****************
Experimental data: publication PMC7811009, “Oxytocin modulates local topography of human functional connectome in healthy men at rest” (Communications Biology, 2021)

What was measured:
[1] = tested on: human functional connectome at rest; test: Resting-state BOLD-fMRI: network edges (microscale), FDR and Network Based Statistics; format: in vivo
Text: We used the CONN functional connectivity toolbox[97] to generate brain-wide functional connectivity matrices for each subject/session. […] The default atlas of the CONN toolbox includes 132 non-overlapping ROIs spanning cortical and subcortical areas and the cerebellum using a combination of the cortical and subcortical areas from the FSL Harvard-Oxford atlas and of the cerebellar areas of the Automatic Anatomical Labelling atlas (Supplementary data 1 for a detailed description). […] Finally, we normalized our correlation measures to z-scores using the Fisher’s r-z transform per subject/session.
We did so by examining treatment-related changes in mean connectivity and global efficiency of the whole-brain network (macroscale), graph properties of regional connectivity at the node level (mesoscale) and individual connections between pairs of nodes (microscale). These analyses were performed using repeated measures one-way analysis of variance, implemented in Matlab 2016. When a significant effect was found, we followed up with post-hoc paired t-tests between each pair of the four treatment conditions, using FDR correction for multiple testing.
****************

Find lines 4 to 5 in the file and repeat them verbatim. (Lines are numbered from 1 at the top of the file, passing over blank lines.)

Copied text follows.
Text: We used the CONN functional connectivity toolbox[97] to generate brain-wide functional connectivity matrices for each subject/session. […] The default atlas of the CONN toolbox includes 132 non-overlapping ROIs spanning cortical and subcortical areas and the cerebellum using a combination of the cortical and subcortical areas from the FSL Harvard-Oxford atlas and of the cerebellar areas of the Automatic Anatomical Labelling atlas (Supplementary data 1 for a detailed description). […] Finally, we normalized our correlation measures to z-scores using the Fisher’s r-z transform per subject/session.
We did so by examining treatment-related changes in mean connectivity and global efficiency of the whole-brain network (macroscale), graph properties of regional connectivity at the node level (mesoscale) and individual connections between pairs of nodes (microscale). These analyses were performed using repeated measures one-way analysis of variance, implemented in Matlab 2016. When a significant effect was found, we followed up with post-hoc paired t-tests between each pair of the four treatment conditions, using FDR correction for multiple testing.